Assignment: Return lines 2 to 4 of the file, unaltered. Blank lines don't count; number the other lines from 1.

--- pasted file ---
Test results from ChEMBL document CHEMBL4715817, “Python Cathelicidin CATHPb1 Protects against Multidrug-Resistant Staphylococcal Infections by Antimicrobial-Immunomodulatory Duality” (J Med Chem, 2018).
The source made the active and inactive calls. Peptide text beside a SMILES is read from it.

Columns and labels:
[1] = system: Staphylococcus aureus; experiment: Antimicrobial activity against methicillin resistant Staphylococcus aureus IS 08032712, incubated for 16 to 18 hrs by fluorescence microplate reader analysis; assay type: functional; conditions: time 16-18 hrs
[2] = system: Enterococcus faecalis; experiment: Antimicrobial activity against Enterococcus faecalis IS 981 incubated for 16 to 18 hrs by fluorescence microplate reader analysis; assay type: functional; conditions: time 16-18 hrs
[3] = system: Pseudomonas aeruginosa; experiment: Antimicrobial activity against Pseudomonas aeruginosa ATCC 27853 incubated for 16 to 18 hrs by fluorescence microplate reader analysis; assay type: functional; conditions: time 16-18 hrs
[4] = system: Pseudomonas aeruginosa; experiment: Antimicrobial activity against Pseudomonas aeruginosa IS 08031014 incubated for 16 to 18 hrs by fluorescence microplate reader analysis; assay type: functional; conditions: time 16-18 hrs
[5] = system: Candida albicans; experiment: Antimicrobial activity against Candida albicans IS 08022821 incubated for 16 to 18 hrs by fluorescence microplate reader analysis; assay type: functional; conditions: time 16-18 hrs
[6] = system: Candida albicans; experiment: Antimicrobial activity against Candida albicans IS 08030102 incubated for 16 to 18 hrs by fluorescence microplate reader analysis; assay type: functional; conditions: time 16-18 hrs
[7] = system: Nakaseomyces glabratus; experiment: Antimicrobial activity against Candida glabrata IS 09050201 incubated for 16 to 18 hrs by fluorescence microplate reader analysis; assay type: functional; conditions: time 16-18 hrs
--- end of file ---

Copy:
The source made the active and inactive calls. Peptide text beside a SMILES is read from it.

Columns and labels:
[1] = system: Staphylococcus aureus; experiment: Antimicrobial activity against methicillin resistant Staphylococcus aureus IS 08032712, incubated for 16 to 18 hrs by fluorescence microplate reader analysis; assay type: functional; conditions: time 16-18 hrs